First Aid Kits on Airline Flights

First aid kits on airline flights are adequate to respond to most in-flight emergencies. However, if you want to take a travel first aid kit with you to your destination, you may want to keep it in checked baggage or you must remove banned first aid items from your kit. Here is a list of approved first aid items that travelers can carry on airline flights.

First Aid Kit
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Most first aid items are relatively soft and not very dangerous to the average flight crew. Those items are still welcome in carry-on baggage for domestic airline flights in the United States. Flights overseas have, in most cases, banned all except essential items from carry-on bags. The approved first aid items for domestic airline flights include:

  • Gauze pads
  • Bandage scissors (blades less than four inches)
  • Roller gauze
  • Tape
  • Gloves
  • Triangular bandages
  • Elastic bandages
  • Adhesive bandages
  • Pain relievers
  • Moleskin
  • Lip balms
  • Barrier devices for CPR

Allowed in Limited Quantities

Heightened security on airline flights has led to restrictions on all liquids and gels. Solid items are still available, such as stick antiperspirants or lip balms. Here are restricted items commonly found in a first aid kit:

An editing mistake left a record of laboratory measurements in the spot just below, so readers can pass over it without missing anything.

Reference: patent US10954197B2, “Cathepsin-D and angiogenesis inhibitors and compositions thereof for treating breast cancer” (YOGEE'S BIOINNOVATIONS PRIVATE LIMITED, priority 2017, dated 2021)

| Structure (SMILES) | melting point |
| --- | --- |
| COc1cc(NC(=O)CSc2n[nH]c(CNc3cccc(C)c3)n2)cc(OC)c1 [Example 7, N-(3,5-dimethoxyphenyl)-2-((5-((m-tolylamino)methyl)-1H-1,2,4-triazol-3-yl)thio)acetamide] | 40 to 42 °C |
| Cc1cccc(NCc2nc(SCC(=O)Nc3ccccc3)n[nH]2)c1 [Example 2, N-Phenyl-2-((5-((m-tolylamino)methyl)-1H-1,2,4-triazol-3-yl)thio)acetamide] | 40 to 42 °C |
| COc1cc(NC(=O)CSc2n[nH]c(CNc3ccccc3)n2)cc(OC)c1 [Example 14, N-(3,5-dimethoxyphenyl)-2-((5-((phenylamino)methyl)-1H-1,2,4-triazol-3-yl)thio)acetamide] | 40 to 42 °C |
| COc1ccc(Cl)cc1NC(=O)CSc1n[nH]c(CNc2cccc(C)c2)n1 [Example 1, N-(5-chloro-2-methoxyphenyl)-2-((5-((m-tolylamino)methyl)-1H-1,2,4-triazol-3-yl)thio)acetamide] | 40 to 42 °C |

• Hand cleaner
  • Hydrogen peroxide
  • Antibiotic ointment
  • Insect bite swabs

None of these liquids or gels can be in a container larger than 3 fl oz (100 ml) and all liquids and gels must fit into a single quart-sized resealable baggie.

Allowed With Permission From Security Personnel

Some first aid items must be approved for carry-on by security personnel prior to boarding domestic airline flights. These first aid items are usually essential supplies for specific medical conditions. It is important to declare these first aid and medical items while proceeding through airport security. These items will be allowed on domestic airline flights after inspection:

  • Glucose gels or liquids including juice for diabetic passengers (cannot be more than 5oz or 148ml)
  • Diabetic supplies including syringes, lancets, glucometers, pumps, etc.
  • Epinephrine auto-injector
  • Other medication and pumps such as Flolan for primary pulmonary hypertension
  • Nitroglycerin spray
  • 4oz or less of essential non-prescription gel or liquid medications (eye care, saline, sterile lubricant, etc.)
  • Liquid prescription medication if the label matches the name of the passenger

Talk to Security

Airport security will have to make decisions every day regarding medical supplies. If you have an essential need such as wound care items on a long flight, for example, speak to security about it. Safety on airline flights is important for all of us, but security officers will try to be reasonable regarding passengers' medical needs.

2 Sources
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  1. U.S. Transportation Security Administration. What can I bring?

  2. U.S. Transportation Security Administration. Liquid rule.

By Rod Brouhard, EMT-P
Rod Brouhard is an emergency medical technician paramedic (EMT-P), journalist, educator, and advocate for emergency medical service providers and patients.